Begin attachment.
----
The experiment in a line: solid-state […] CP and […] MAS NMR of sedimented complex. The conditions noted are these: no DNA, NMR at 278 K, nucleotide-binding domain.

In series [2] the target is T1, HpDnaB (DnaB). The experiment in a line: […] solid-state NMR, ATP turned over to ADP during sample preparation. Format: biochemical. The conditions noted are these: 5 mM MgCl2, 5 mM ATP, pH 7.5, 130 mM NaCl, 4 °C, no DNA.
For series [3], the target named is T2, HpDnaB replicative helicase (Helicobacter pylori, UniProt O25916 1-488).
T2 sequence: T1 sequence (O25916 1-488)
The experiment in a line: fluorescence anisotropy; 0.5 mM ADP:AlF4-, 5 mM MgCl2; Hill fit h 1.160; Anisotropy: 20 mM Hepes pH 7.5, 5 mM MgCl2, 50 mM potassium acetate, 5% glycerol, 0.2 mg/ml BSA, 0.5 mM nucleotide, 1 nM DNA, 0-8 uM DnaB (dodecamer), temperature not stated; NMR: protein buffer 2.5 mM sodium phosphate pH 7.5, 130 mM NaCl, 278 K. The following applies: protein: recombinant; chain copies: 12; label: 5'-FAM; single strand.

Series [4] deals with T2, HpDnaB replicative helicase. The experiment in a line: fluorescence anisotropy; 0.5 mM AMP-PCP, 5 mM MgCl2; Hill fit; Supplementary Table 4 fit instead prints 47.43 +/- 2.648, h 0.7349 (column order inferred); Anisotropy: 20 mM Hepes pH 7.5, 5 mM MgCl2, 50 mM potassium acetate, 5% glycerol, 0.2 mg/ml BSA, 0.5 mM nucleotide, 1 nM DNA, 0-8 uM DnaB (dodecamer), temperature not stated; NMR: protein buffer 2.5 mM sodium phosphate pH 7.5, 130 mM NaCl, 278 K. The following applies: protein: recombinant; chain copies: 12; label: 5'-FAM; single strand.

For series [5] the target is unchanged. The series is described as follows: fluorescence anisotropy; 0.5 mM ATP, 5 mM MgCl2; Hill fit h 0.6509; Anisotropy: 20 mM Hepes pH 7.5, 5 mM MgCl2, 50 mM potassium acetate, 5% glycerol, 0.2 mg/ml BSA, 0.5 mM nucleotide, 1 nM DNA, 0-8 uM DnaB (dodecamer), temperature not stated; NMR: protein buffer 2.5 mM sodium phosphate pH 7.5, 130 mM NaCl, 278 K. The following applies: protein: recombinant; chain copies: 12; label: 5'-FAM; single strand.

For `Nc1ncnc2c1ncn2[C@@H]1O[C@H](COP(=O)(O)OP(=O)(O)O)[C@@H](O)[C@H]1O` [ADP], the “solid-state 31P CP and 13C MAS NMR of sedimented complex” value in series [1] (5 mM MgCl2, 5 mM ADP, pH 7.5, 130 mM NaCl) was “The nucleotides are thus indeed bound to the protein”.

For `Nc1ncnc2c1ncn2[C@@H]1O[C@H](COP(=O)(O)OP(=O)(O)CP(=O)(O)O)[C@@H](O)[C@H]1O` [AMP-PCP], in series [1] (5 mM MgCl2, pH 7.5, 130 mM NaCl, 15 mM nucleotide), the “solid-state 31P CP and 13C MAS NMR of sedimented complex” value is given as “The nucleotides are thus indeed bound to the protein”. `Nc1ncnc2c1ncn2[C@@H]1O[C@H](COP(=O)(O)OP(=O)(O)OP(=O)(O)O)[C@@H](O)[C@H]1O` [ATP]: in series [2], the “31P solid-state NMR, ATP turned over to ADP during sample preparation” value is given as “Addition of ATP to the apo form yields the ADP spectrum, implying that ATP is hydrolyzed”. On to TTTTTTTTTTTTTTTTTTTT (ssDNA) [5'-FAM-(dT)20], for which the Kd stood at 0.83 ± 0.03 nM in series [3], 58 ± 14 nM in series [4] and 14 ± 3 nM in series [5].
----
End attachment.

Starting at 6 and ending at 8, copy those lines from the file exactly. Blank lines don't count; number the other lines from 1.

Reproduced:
Series [4] deals with T2, HpDnaB replicative helicase. The experiment in a line: fluorescence anisotropy; 0.5 mM AMP-PCP, 5 mM MgCl2; Hill fit; Supplementary Table 4 fit instead prints 47.43 +/- 2.648, h 0.7349 (column order inferred); Anisotropy: 20 mM Hepes pH 7.5, 5 mM MgCl2, 50 mM potassium acetate, 5% glycerol, 0.2 mg/ml BSA, 0.5 mM nucleotide, 1 nM DNA, 0-8 uM DnaB (dodecamer), temperature not stated; NMR: protein buffer 2.5 mM sodium phosphate pH 7.5, 130 mM NaCl, 278 K. The following applies: protein: recombinant; chain copies: 12; label: 5'-FAM; single strand.

For series [5] the target is unchanged. The series is described as follows: fluorescence anisotropy; 0.5 mM ATP, 5 mM MgCl2; Hill fit h 0.6509; Anisotropy: 20 mM Hepes pH 7.5, 5 mM MgCl2, 50 mM potassium acetate, 5% glycerol, 0.2 mg/ml BSA, 0.5 mM nucleotide, 1 nM DNA, 0-8 uM DnaB (dodecamer), temperature not stated; NMR: protein buffer 2.5 mM sodium phosphate pH 7.5, 130 mM NaCl, 278 K. The following applies: protein: recombinant; chain copies: 12; label: 5'-FAM; single strand.

For `Nc1ncnc2c1ncn2[C@@H]1O[C@H](COP(=O)(O)OP(=O)(O)O)[C@@H](O)[C@H]1O` [ADP], the “solid-state 31P CP and 13C MAS NMR of sedimented complex” value in series [1] (5 mM MgCl2, 5 mM ADP, pH 7.5, 130 mM NaCl) was “The nucleotides are thus indeed bound to the protein”.